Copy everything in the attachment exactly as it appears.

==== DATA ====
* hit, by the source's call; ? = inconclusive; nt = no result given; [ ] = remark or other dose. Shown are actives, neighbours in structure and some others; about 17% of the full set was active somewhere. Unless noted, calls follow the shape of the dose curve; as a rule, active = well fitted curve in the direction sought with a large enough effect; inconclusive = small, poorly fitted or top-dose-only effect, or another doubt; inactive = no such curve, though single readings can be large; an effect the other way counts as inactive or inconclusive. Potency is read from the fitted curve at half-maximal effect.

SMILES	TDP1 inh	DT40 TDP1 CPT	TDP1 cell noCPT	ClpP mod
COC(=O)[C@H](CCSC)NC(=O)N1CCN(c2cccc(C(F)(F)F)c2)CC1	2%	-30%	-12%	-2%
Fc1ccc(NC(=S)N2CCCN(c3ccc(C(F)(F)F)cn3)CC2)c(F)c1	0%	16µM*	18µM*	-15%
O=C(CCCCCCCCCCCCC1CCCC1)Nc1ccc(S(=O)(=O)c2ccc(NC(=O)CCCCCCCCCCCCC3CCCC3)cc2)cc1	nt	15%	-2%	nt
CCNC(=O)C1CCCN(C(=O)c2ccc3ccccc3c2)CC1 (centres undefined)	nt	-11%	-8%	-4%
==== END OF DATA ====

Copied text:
* hit, by the source's call; ? = inconclusive; nt = no result given; [ ] = remark or other dose. Shown are actives, neighbours in structure and some others; about 17% of the full set was active somewhere. Unless noted, calls follow the shape of the dose curve; as a rule, active = well fitted curve in the direction sought with a large enough effect; inconclusive = small, poorly fitted or top-dose-only effect, or another doubt; inactive = no such curve, though single readings can be large; an effect the other way counts as inactive or inconclusive. Potency is read from the fitted curve at half-maximal effect.

SMILES	TDP1 inh	DT40 TDP1 CPT	TDP1 cell noCPT	ClpP mod
COC(=O)[C@H](CCSC)NC(=O)N1CCN(c2cccc(C(F)(F)F)c2)CC1	2%	-30%	-12%	-2%
Fc1ccc(NC(=S)N2CCCN(c3ccc(C(F)(F)F)cn3)CC2)c(F)c1	0%	16µM*	18µM*	-15%
O=C(CCCCCCCCCCCCC1CCCC1)Nc1ccc(S(=O)(=O)c2ccc(NC(=O)CCCCCCCCCCCCC3CCCC3)cc2)cc1	nt	15%	-2%	nt
CCNC(=O)C1CCCN(C(=O)c2ccc3ccccc3c2)CC1 (centres undefined)	nt	-11%	-8%	-4%